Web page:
How Your Past Shapes New Brain Experiences

You may have heard that you can only relate to someone or something based on your previous experiences, but what’s happening in the brain to cause that phenomenon? Past experiences sculpt the framework through which the brain navigates and interprets novel encounters, shaping our ongoing cognitive landscape. Researchers have determined that your perception is influenced by your past experiences, starting with your visual processing.  Not limited to visual processing, past experiences also affect how your eyes perceive present stimuli.

                Past actions also influence how you perceive similar situations in the present. If you saw an object that you then recognized as a tool, your brain will process the information and perceive it as a tool quickly, but in less detail than if you didn’t associate that object as a tool.  The eyes and brain perceive novel visual input more slowly, paying heightened attention to detail.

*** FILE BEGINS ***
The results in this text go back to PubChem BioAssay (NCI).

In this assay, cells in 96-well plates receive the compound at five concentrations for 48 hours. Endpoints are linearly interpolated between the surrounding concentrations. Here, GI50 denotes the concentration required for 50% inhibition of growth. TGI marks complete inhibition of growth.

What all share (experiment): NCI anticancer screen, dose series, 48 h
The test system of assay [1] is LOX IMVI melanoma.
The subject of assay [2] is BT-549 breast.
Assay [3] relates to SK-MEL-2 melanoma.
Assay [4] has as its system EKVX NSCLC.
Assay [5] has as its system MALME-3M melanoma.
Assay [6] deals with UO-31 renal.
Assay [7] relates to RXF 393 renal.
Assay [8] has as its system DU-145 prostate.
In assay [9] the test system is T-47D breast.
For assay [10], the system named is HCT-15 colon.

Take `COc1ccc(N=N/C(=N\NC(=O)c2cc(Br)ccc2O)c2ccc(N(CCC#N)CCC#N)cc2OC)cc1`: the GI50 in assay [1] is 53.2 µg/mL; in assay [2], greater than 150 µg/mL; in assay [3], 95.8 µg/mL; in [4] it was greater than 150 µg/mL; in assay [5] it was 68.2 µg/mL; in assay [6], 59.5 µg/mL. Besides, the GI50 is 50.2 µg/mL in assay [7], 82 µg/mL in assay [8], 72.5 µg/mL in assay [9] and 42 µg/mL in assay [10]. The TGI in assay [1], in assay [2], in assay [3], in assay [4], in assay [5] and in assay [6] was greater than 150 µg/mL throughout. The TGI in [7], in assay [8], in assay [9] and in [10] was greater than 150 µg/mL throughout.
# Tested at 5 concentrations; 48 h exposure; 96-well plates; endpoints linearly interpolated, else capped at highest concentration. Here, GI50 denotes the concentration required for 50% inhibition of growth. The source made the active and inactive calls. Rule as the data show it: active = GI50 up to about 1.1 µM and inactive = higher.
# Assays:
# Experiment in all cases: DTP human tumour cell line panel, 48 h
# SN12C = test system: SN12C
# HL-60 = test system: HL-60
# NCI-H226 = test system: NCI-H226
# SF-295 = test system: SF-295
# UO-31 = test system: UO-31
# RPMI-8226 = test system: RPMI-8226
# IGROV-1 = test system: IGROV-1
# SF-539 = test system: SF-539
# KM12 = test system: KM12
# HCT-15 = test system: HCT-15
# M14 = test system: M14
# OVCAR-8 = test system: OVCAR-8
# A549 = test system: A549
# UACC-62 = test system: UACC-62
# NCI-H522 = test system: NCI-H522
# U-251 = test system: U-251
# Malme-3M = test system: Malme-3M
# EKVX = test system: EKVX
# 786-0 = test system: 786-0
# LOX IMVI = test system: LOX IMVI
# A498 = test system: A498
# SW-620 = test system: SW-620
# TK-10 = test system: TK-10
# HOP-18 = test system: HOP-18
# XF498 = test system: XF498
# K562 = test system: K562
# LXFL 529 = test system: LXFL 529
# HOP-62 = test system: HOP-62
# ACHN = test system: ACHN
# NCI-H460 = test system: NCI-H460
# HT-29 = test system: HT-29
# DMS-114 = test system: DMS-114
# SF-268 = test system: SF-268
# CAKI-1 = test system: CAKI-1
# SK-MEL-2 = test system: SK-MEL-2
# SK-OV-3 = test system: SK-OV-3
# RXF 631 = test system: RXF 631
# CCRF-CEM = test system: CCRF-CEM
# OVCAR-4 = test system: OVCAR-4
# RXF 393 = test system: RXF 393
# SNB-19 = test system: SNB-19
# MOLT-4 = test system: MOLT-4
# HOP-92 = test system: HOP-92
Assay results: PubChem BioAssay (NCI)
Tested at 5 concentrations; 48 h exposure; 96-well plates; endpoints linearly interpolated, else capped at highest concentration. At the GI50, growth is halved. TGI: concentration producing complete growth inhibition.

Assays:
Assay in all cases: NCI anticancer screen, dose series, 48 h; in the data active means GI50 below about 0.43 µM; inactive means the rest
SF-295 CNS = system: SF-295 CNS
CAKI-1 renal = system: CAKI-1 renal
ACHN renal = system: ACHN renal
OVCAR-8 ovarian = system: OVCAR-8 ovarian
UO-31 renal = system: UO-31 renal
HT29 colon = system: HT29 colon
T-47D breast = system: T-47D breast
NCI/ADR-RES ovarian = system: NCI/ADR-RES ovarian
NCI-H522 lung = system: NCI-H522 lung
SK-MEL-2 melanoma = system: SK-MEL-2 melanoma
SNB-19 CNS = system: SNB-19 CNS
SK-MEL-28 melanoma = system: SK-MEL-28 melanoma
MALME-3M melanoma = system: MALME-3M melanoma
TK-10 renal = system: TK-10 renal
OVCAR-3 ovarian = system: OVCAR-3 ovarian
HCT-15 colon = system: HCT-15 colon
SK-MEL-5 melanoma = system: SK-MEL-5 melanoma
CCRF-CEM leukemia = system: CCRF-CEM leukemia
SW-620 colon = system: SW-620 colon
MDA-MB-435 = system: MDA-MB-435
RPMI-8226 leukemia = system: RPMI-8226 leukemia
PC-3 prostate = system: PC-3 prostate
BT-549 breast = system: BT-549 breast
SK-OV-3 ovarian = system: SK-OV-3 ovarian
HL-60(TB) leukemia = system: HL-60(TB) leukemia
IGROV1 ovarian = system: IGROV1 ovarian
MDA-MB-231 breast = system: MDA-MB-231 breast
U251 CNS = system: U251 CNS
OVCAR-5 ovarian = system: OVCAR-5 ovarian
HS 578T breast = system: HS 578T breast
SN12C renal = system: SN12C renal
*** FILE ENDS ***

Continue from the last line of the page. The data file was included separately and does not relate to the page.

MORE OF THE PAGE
Hand Use & Visual Processing

                The brain and visual system process information faster for objects manipulable by hands compared to those only visually tangible. The brain swiftly identifies abnormalities and details in commonly manipulated objects, such as distinguishing a cup from a decorative bowl.

                Visual processing disparities indicate the brain’s selection of diverse regions for registering and processing information. How you recognize an object’s purpose dictates which brain region processes visual input and perception.

                As it turns out, seeing is believing.

Further Reading

Dick Dubbelde, Sarah Shomstein. Mugs and Plants: Object Semantic Knowledge Alters Perceptual Processing With Behavioral RamificationsPsychological Science, 2022; 095679762210974 DOI: 10.1177/09567976221097497

Also read our blog on What is Panax Ginseng?

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